How to properly layer for your winter backpacking trip

Winter layering basics

Shelter is not always available in the winter, and while some of us really love the wintertime, no one really likes to be miserably cold. Whether you are backpacking, camping, day hiking, skiing, working, or doing anything else in the cold, wearing the proper layers is key to relieving some of the most harsh temperatures that winter can throw at us. This guide will give you a brief idea of how to take on that winter cold.

Layer your clothes as follows:

▪️Base layer: This layer touches your skin and is otherwise known as underwear. This could be briefs or panties and a shirt or bra to long underwear. All of this depends on how cold it is and what you will be doing. Always avoid cotton in every layer, and as this layer directly touches the skin, it must be moisture-wicking. This will pull sweat away from the body allowing you to dry. Cotton is the worst thing that you can use and can actually lead to cold injuries under certain circumstances.

My base layer includes:

▪️Middle layer: This layer is for insulating. This could be a fleece, synthetic blend, wool or wool blend top. These come in light, mid, or heavy depending again on your activity level and temperatures. This should include synthetic pants as well. One thing to consider about wool is that it can get wet and still keep you warm. The downfall is that wool takes longer to dry out.

My Middle layer includes:

▪️Outer layer: This is your shell. This layer should be breathable if you are doing any sort of activity and dependent on the weather. Consider a down jacket and rain gear.

My outer layer includes:

▪️Gloves: I carry two different pairs of gloves. The first is a Smartwool glove liner. While these do not dry as fast as other synthetic blends, wool provides the benefit of warmth even when wet. Liners are also good when heavy gloves are too warm. The second pair that I carry are heavy gloves by Outdoor Research.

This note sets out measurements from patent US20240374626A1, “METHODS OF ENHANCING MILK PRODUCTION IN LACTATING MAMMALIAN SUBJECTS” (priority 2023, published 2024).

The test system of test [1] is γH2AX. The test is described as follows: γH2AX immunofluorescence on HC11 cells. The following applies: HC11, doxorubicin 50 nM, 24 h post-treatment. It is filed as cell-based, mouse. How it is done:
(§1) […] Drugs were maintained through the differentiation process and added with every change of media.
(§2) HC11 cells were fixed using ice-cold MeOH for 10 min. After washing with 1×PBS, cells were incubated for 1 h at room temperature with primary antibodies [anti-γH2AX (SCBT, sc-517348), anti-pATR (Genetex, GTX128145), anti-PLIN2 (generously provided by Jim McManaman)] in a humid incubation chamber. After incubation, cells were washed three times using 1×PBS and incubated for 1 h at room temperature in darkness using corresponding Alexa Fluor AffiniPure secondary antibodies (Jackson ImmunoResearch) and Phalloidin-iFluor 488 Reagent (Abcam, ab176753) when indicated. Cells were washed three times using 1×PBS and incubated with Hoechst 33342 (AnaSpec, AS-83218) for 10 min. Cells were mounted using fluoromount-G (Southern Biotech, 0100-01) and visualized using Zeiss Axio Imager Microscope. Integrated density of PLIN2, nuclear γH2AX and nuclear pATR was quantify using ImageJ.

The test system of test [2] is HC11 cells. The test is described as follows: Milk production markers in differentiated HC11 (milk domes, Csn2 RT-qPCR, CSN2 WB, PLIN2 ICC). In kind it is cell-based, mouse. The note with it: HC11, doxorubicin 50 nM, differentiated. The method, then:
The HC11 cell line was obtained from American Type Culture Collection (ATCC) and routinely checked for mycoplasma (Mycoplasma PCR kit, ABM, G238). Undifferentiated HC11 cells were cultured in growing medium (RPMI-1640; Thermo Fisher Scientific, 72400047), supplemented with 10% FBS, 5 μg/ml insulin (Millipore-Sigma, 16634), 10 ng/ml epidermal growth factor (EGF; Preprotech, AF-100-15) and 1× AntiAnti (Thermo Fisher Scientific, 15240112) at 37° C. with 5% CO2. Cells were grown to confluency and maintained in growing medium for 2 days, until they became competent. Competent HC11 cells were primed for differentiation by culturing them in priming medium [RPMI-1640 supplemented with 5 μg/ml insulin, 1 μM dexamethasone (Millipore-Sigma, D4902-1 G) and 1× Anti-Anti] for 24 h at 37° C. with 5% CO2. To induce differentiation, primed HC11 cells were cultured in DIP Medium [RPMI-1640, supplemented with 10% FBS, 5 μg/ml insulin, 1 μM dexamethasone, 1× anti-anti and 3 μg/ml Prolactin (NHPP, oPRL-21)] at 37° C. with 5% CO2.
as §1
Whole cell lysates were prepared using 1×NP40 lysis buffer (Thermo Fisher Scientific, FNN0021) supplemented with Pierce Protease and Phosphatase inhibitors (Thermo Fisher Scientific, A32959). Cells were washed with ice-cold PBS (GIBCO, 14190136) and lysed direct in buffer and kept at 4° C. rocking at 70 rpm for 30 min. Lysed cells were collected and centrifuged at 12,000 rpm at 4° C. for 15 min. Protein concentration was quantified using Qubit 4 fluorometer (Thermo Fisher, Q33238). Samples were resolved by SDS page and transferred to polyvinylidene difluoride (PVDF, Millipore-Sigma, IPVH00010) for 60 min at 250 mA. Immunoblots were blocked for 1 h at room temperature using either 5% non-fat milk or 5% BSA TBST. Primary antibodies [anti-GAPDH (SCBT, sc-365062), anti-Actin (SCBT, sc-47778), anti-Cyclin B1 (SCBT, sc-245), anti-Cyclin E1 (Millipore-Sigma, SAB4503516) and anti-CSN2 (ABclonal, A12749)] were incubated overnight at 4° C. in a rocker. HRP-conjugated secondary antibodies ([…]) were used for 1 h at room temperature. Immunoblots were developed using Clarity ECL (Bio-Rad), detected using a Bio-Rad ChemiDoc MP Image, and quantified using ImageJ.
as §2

▪️Head gear and neck gaiter: Use fleece or wool beanies. I also carry a sweat beanie for the rain. It helps hold heat and drys quickly, while saving my beanie for when I’m trying to get warm and dry. I also use a Turtle Fur neck gaiter. The neck gaiter can also be pulled up to help cover the ears, mouth, and nose for added warmth. If you have never used a neck gaiter, you are missing a vital layer for keeping warm.

▪️At camp: If you are backpacking, you want to have a separate set of dry clothes that you only use at camp. I use heavy-weight wool socks, a midweight base layer bottom, and a heavyweight base layer top. On occasion, I will use this heavyweight top while hiking if it is brutally cold. I specifically use the Rothco Gen III waffle tops and bottoms (pictured below). They are fast drying and the top can still be used as a layer at camp even if it is wet from sweat. Slip it over the top of something dry.

Rothco Gen III waffle tops and bottom
Rothco Gen III waffle tops and bottom

Much of this is what specifically works for me. While I know others who wear similar layers, you need to know you. Some people are more cold-natured than others and require heavier weights for their base layers. However, do not assume that because you are cold-natured you should carry all heavyweight layers. If you have never been backpacking, for instance, your body warms up significantly once you start moving. Always carry at least one pair of wool socks. If it is cold and rainy, these socks will help keep your feet warm.

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